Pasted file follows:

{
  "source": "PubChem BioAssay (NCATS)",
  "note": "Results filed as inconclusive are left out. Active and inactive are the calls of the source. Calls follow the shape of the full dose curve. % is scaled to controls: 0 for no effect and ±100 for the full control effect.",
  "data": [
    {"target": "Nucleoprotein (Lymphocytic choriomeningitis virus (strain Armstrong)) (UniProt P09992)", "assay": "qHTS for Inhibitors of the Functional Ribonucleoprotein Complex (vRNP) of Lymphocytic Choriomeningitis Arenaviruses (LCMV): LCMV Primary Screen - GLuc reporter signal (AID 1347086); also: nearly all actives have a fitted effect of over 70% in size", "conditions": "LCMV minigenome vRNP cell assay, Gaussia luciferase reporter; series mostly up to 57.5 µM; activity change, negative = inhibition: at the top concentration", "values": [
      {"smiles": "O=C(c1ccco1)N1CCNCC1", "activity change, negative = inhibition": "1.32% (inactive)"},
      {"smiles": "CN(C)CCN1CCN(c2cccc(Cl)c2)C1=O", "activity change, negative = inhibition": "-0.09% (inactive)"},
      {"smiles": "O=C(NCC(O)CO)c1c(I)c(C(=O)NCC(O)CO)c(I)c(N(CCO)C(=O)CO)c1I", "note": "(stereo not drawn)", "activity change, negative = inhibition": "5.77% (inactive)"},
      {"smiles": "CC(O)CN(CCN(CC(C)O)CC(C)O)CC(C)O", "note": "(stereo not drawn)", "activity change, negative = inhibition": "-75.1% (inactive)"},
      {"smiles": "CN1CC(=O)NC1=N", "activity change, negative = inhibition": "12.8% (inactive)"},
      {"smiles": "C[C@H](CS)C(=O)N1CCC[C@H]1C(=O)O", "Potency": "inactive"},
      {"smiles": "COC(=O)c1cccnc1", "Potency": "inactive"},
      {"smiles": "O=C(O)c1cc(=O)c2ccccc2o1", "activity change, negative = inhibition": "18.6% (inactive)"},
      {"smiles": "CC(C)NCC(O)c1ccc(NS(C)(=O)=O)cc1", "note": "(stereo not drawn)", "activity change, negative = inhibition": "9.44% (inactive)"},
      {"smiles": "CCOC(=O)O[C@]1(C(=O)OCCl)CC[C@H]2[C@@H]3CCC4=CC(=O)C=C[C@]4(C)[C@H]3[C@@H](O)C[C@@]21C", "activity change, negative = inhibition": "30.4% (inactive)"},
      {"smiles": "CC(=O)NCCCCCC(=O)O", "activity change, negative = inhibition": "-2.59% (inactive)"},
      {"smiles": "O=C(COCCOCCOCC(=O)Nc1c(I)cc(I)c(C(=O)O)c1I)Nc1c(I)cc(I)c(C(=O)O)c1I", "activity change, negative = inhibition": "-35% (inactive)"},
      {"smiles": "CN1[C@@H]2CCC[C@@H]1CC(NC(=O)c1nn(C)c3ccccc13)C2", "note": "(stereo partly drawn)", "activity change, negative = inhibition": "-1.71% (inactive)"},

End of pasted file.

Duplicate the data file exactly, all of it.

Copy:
{
  "source": "PubChem BioAssay (NCATS)",
  "note": "Results filed as inconclusive are left out. Active and inactive are the calls of the source. Calls follow the shape of the full dose curve. % is scaled to controls: 0 for no effect and ±100 for the full control effect.",
  "data": [
    {"target": "Nucleoprotein (Lymphocytic choriomeningitis virus (strain Armstrong)) (UniProt P09992)", "assay": "qHTS for Inhibitors of the Functional Ribonucleoprotein Complex (vRNP) of Lymphocytic Choriomeningitis Arenaviruses (LCMV): LCMV Primary Screen - GLuc reporter signal (AID 1347086); also: nearly all actives have a fitted effect of over 70% in size", "conditions": "LCMV minigenome vRNP cell assay, Gaussia luciferase reporter; series mostly up to 57.5 µM; activity change, negative = inhibition: at the top concentration", "values": [
      {"smiles": "O=C(c1ccco1)N1CCNCC1", "activity change, negative = inhibition": "1.32% (inactive)"},
      {"smiles": "CN(C)CCN1CCN(c2cccc(Cl)c2)C1=O", "activity change, negative = inhibition": "-0.09% (inactive)"},
      {"smiles": "O=C(NCC(O)CO)c1c(I)c(C(=O)NCC(O)CO)c(I)c(N(CCO)C(=O)CO)c1I", "note": "(stereo not drawn)", "activity change, negative = inhibition": "5.77% (inactive)"},
      {"smiles": "CC(O)CN(CCN(CC(C)O)CC(C)O)CC(C)O", "note": "(stereo not drawn)", "activity change, negative = inhibition": "-75.1% (inactive)"},
      {"smiles": "CN1CC(=O)NC1=N", "activity change, negative = inhibition": "12.8% (inactive)"},
      {"smiles": "C[C@H](CS)C(=O)N1CCC[C@H]1C(=O)O", "Potency": "inactive"},
      {"smiles": "COC(=O)c1cccnc1", "Potency": "inactive"},
      {"smiles": "O=C(O)c1cc(=O)c2ccccc2o1", "activity change, negative = inhibition": "18.6% (inactive)"},
      {"smiles": "CC(C)NCC(O)c1ccc(NS(C)(=O)=O)cc1", "note": "(stereo not drawn)", "activity change, negative = inhibition": "9.44% (inactive)"},
      {"smiles": "CCOC(=O)O[C@]1(C(=O)OCCl)CC[C@H]2[C@@H]3CCC4=CC(=O)C=C[C@]4(C)[C@H]3[C@@H](O)C[C@@]21C", "activity change, negative = inhibition": "30.4% (inactive)"},
      {"smiles": "CC(=O)NCCCCCC(=O)O", "activity change, negative = inhibition": "-2.59% (inactive)"},
      {"smiles": "O=C(COCCOCCOCC(=O)Nc1c(I)cc(I)c(C(=O)O)c1I)Nc1c(I)cc(I)c(C(=O)O)c1I", "activity change, negative = inhibition": "-35% (inactive)"},
      {"smiles": "CN1[C@@H]2CCC[C@@H]1CC(NC(=O)c1nn(C)c3ccccc13)C2", "note": "(stereo partly drawn)", "activity change, negative = inhibition": "-1.71% (inactive)"},